One of the most widely debated questions in computing today is: what is the addressable market for accelerators such as GPUs (graphic processing units), FPGAs (field programmable gate arrays), and ASICs (application-specific integrated circuits)? Today accelerators are used selectively in servers to speed up workloads such as artificial intelligence (AI), search, and video transcoding. As Moore’s Law slows down and AI grows as a proportion of compute load, accelerator penetration will trend higher. The question is, how much higher?
One way to answer this question is to look at the adoption of accelerators in the high-performance computing (HPC) market. HPC operates at the high end of the server market in applications like supercomputing, oil and gas exploration, and molecular biology simulations. Long before deep learning became fashionable, HPC customers turned to accelerators to speed up algorithms used in scientific computing. Today, HPC is a leading indicator of accelerator adoption, offering insights into potential penetration and market opportunity.
In 2010 the HPC accelerator opportunity began in earnest with the introduction of Nvidia’s Fermi GPU. Fermi enabled 64-bit floating point operations and error-correcting code memory (ECC memory), two features critical for scientific computing. Since then, GPUs have featured prominently in major facilities including the Summit supercomputer at Oakridge National Labs and the Sierra supercomputer at Lawrence Livermore National Laboratory. As a result, the share of new computing power enabled by GPUs in the world’s Top 500 supercomputers has increased from 20% in 2010 to 76% in 2018, as shown below.
While accelerators have transformed the HPC market, enterprises and hyperscale data centers still rely on conventional CPU (central processing unit) servers. That said, the trends that drove accelerator adoption in HPC—the slowdown of Moore’s Law and the growth of compute-intensive workloads such as AI—are going mainstream in data centers. If the data center market as a whole were to follow in the footsteps of HPC, accelerators could displace Intel CPUs as the workhorse of enterprise computing.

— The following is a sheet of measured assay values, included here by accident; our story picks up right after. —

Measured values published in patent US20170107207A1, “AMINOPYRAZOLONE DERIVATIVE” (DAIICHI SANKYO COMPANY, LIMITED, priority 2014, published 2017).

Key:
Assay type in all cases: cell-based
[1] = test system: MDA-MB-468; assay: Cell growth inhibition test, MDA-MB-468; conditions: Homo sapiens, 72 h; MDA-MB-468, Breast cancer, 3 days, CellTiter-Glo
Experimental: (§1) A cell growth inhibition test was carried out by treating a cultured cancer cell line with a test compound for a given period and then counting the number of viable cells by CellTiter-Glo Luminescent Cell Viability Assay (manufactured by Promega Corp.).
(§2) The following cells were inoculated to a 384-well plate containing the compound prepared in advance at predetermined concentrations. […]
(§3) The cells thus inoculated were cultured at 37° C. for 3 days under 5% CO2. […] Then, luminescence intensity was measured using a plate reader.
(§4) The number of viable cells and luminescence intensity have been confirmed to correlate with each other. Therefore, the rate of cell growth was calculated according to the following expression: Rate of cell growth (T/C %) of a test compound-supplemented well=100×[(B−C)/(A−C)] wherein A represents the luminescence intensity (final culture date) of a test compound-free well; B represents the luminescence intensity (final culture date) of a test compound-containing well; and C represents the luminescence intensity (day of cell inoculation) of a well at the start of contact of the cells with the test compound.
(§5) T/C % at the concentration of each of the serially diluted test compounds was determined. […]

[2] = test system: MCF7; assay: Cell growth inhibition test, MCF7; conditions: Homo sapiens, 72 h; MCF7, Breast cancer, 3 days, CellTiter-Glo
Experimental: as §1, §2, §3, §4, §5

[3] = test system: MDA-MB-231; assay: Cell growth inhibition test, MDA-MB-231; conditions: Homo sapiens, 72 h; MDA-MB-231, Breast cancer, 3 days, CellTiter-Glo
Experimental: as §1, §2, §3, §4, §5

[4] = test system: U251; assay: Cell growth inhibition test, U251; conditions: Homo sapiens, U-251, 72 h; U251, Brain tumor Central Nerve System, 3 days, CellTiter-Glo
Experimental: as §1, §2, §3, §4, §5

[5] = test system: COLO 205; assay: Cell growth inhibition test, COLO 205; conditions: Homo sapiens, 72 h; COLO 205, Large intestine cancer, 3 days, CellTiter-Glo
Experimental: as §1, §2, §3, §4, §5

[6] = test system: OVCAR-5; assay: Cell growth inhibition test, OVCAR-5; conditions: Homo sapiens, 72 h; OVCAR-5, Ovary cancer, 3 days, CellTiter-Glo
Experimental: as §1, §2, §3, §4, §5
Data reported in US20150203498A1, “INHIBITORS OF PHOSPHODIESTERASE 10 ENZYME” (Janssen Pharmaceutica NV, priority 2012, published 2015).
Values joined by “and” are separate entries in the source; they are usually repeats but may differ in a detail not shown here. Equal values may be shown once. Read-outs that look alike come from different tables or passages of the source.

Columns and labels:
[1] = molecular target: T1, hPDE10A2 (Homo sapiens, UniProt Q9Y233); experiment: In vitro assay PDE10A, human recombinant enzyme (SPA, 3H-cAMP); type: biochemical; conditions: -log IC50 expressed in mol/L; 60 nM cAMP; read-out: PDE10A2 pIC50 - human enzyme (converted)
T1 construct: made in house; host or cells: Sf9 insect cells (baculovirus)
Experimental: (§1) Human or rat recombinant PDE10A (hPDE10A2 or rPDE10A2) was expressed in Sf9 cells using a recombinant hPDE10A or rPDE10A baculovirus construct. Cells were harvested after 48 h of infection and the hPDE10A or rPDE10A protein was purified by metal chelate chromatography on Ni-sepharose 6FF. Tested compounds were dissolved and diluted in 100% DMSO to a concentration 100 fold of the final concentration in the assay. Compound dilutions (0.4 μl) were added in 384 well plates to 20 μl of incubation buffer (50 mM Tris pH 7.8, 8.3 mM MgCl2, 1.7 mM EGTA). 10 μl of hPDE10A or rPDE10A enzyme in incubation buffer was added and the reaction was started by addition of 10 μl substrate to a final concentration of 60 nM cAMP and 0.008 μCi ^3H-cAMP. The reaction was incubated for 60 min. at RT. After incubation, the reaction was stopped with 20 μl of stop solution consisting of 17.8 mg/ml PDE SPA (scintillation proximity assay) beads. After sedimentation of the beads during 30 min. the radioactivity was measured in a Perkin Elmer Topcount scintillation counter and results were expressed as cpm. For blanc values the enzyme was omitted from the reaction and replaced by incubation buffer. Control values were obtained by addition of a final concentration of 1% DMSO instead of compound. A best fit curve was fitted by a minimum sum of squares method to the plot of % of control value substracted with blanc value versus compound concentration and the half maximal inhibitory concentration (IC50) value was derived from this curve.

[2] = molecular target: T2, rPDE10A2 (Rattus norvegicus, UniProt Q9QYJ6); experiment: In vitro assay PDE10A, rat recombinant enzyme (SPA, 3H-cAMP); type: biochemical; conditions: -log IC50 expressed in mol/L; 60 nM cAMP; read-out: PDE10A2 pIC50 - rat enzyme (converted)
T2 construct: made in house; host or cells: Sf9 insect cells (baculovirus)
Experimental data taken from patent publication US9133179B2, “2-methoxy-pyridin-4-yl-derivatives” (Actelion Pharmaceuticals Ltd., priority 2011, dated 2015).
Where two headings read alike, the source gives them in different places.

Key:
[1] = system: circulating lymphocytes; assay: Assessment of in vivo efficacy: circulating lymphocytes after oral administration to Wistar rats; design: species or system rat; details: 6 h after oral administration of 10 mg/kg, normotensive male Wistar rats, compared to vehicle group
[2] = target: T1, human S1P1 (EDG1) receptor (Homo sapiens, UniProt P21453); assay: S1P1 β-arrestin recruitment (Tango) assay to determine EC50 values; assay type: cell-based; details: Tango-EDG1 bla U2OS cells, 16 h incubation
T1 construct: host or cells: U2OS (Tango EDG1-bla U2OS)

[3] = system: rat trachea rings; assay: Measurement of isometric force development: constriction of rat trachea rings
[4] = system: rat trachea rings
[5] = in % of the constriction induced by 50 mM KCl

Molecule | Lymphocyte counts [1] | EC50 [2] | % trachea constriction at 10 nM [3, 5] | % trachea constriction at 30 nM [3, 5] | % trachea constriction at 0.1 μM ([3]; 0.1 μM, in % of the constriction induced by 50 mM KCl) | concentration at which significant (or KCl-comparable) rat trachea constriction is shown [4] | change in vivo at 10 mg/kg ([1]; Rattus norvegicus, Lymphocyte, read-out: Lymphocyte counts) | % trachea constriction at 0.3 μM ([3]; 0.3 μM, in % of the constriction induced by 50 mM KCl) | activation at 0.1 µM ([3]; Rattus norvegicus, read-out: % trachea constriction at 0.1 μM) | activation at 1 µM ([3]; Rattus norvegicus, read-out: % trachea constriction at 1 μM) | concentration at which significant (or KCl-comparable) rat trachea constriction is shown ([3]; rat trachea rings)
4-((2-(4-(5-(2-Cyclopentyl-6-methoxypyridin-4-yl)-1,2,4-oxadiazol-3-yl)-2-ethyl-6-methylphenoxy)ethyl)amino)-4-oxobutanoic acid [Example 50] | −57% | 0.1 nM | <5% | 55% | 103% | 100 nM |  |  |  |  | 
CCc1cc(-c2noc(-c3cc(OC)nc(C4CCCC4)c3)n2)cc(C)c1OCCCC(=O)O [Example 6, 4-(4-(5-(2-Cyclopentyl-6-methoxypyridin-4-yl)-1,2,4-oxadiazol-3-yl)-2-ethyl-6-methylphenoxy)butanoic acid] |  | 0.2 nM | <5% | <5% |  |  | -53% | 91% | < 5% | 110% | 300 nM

If processors were to grow to 50% of total server component costs, with accelerators capturing 70% of processors, as is the case in the HPC market today, the market for accelerators could scale from $4 billion  today to $24 billion. Currently, the size of the computer server market is $80 billion globally, according to IDC. If manufacturers take a 15% cut, then $68 billion accrues to component suppliers such as Intel, Micron, and Nvidia. Today we estimate that processors account for roughly 35% of server component costs, the balance allocated to memory, storage, and networking. With HPC and AI, servers are evolving toward higher compute configurations, pushing processors and accelerators to 80% of total component costs.
As shown by the latest IDC data above, the server market as a whole continues to grow, driven primarily by higher average selling prices (ASPs). With denser configurations, server ASPs could climb from today’s price of $8,000 to $10,000. Even at the current volume of 10 million units per year, that would grow the server market 25% from $80 to $100 billion, pushing the accelerator total addressable market to $35 billion.
Today, the accelerator market is dominated by Nvidia’s data center products, which we estimate will generate $3.2 billion of revenue in 2018. Nvidia estimates that its data center business has a total addressable market of $50 billion—a figure larger than Intel’s data center business, which seems difficult to reconcile. That said, as the latest data from IDC and Top 500 shows, the server market is undergoing a fundamental shift. The decay of Moore’s Law has increased total server spend as compute intensive workloads migrate from CPUs to specialized processors. If CPUs and accelerators were to swap places in the data center, as they did in HPC, the accelerator market would approach Nvidia’s estimate, implying a 10x increase over the next five to ten years.